"You have to understand how much the free television doctrine has affected everything," Huber continued. "Because we had to have free, universal television, when cable came along, they developed 'must carry' rules. Cable in every city and county across the country is used to carry the same programs as over-the-air broadcast. This is completely obligatory national policy because otherwise it would threaten free television. And not only that, but since 1992, it has been price-regulated. So for five years, that curtailed investment."

The FCC estimated some years ago that if it simply took two UHF stations in Los Angeles and de-zoned their bandwidth, these stations would immediately stop carrying I Love Lucy reruns and immediately start using the bandwidth for mobile services like messaging, paging or voice telephony.

"A former FCC employee, at one point, had the idea that old taxi licenses might be bought up and re-zoned for other uses," added Huber. "He persuaded the FCC to re-zone that spectrum and created Nextel -- a wonderful, productive, imaginative thing to do. If you are an FCC insider and know the ropes, you can sometimes pull it off.

"But the number of labyrinthine obstacles to doing something like this go on for thousands of pages in the federal register. For instance, say you have six megahertz that you think you can make better use of than providing a little bit of television programming. You say you are going to time-broker that spectrum -- carry anybody's traffic. That's illegal. If you are a broadcaster you have to occupy that channel 100 percent yourself."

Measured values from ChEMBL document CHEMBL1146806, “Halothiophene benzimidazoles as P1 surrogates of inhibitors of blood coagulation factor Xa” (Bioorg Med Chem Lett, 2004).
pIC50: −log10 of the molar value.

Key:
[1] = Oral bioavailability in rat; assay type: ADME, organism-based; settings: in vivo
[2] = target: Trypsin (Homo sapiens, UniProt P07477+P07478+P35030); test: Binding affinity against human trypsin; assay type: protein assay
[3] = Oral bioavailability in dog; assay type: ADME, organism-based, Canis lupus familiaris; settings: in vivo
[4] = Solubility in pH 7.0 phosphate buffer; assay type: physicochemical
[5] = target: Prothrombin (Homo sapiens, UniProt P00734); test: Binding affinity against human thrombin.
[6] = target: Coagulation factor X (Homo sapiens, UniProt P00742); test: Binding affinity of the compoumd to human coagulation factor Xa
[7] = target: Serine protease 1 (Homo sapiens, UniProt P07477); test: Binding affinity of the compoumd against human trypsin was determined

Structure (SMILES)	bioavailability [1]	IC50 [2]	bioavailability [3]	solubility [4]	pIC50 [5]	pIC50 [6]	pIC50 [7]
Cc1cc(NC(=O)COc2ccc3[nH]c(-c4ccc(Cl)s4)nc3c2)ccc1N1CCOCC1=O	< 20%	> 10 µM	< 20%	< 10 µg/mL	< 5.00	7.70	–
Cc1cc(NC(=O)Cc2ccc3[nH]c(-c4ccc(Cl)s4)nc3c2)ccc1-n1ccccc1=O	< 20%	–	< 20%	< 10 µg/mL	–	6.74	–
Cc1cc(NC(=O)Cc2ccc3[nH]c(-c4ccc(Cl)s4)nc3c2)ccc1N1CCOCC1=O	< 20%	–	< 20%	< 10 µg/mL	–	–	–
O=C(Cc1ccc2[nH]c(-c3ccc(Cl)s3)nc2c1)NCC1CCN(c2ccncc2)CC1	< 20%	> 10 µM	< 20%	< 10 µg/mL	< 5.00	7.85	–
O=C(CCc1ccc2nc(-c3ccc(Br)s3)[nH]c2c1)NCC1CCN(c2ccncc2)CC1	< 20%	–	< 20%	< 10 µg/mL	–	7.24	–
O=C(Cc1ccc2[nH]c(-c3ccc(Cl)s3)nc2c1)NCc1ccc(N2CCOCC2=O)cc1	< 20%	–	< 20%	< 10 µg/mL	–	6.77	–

Huber pointed to one charismatic example of how spectrum might be better utilized -- the Direct Broadcast Satellite (DBS) model. "DBS spectrum was being released by the Reagan FCC, and it went into and out of court, but they finally gave DBS their spectrum to do with as they wished -- broadcast, common carrier, contract carriage or whatever. And this has been wonderfully fertile. It has attracted capital, but it is the exception on the rule."

New Alliances For Investment

One telecommunications solution raised at the Aspen conference was that digital communications might be separated from voice phone services and unregulated. "If these [were] clearly separated out, and if digital services were both unregulated and no longer had to be made available to low-cost competitors, then yes, this would definitely encourage the needed investment. Absolutely," said Ed Young, vice president for external affairs and associate general counsel for Bell Atlantic.

At the Aspen conference, possibly, the first step toward a much needed solution was accomplished -- a new coalition between the telecommunications and computer industries.

"Traditionally the telcos, the cable TV companies and the computer industry have been at loggerheads with each other, and they shouldn't be because the business models of these are exactly the same," said Phil Burgess, president of the Center for the New West, an independent market-oriented think-tank focusing on trade, technology and the enterprise economy. "All these industries will collapse if they don't get the needed bandwidth.

"I think the computer industry picked the wrong enemy when it picked the telcos," added Burgess. "George Gilder made a comment that no industry in America had ever been deregulated. The regulation just has been made obsolete. I think in the case of telecommunications -- whatever Washington decides -- the technology is going to rapidly overwhelm the regulation and make much of this discussion obsolete. As we move toward greater competition, and as new technologies come in, increasingly, the pricing structures are going to have to start reflecting the architecture of the system."

However, the question is: How fast this will occur? And, if, in the process, America loses the bandwidth race.

December Table of Contents
Blake Harris Contributing Writer